Here’s a little something to get you in the mood:

'Night Will Fall': A Documentary Within a Documentary

By Masha Leon

“Not only have I seen the film but I am in the film!” said Menachem Rosensaft following the [January 15] pre-screening of HBO’s Concentration Camp Liberation documentary “Night Will Fall” held at the Museum of Jewish Heritage — A Living Memorial to the Holocaust which debuted on HBO on January 26 with an encore on January 27.

World Jewish Congress Counsel Rosensaft — who told me he was born on May 1, 1948 “in the Bergen Belsen Displaced Persons Camp”— said “I think this is one of the most important film documentaries about the realities of the liberation and the political aftermath of liberation, when politics turned very quickly from wanting to highlight atrocities that had been committed at Bergen Belsen and elsewhere to a policy of ‘letting bygones be bygones’ — considering the survivors and their plight as a political inconvenience.”

Welcoming the preview guests, museum chairman Bruce Ratner informed “I am honored that, once we expressed our strong desire to screen the film, HBO decided that the museum was the perfect setting to present the New York City premiere”. Guests included — coincidentally named [no relation] — the film’s producer Brett Ratner; its film director Andre Singer, its co-producer Sally Angel, HBO Documentary Films president Sheila Nevins, Consul General of Israel Ido Aharoni, Israel’s Permanent Representative to the United Nations, Ron Prosor, Raye Farr U.S. Holocaust Memorial Museum interview subject, Dr. Ruth Westheimer a Museum of Jewish Heritage trustee and its director David Marwell.

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7 Moving Images From Anniversary of Auschwitz Liberation

By Lior Zaltzman

January 27, 2015 marks the 70 year anniversary of the liberation of Auschwitz-Birkenau and International Holocaust Remembrance day. With many of the survivors getting older, for some this may be the last year to commemorate the horrors and loss. Here are some moving pictures of the commemorations from around the world:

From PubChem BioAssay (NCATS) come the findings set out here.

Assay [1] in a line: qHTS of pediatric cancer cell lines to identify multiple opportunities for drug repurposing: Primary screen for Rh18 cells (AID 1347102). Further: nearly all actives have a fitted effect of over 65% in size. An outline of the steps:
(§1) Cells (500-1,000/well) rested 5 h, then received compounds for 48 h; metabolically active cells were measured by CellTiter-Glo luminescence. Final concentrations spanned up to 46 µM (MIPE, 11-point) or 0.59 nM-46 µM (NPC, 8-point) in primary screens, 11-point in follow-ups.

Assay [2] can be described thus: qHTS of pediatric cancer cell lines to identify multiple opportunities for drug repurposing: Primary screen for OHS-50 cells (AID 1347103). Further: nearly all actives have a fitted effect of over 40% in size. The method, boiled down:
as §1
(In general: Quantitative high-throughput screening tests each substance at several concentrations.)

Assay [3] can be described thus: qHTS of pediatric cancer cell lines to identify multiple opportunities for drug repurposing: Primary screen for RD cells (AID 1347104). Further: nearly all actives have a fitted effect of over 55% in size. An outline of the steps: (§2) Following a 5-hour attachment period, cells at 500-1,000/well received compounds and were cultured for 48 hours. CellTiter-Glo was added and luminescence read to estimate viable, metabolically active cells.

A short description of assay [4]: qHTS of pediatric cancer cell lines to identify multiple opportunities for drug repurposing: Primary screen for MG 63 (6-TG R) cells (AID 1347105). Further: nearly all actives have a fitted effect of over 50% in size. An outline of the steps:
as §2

UNITED KINGDOM : Holocaust survivor Ela Weissberger, aged 84 looks at one of only 70 special candles commissioned to mark 70 years since the liberation of Auschwitz-Birkenau.

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KRAKOW, POLAND: (L-R) 81-year-old Paula Lebovics, 79-year-old Miriam Ziegler, 85-year-old Gabor Hirsch and 80-year-old Eva Kor pose with the original image of them as children taken at Auschwitz at the time of its liberation.

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OSWIECIM, POLAND: Members of an association of Auschwitz survivors, including one showing a medal given to Polish former concentration camp prisoners, depart after laying wreaths at the execution wall at Auschwitz concentration camp .

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Oswiecim, Poland:Polish born oldest known Holocaust survivor and Yehuda Widawski, from Tel Aviv, arrives at a tent build in front of the entrance of the former Nazi concentration camp Auschwitz-Birkenau.

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PARIS, FRANCE: Francois Hollande with Auschwitz survivor Ida Grinspan speaks with five Jews deported and five young French Jews.

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LIMA, PERU: Hirsz Litmanowiczin, octogenarian Auschwitz survivor, where he was a messenger of Josef Mengele, and who emigrated to Peru in 1952 , believes that religion and economics have become the engine of intolerance 70 years after the Holocaust.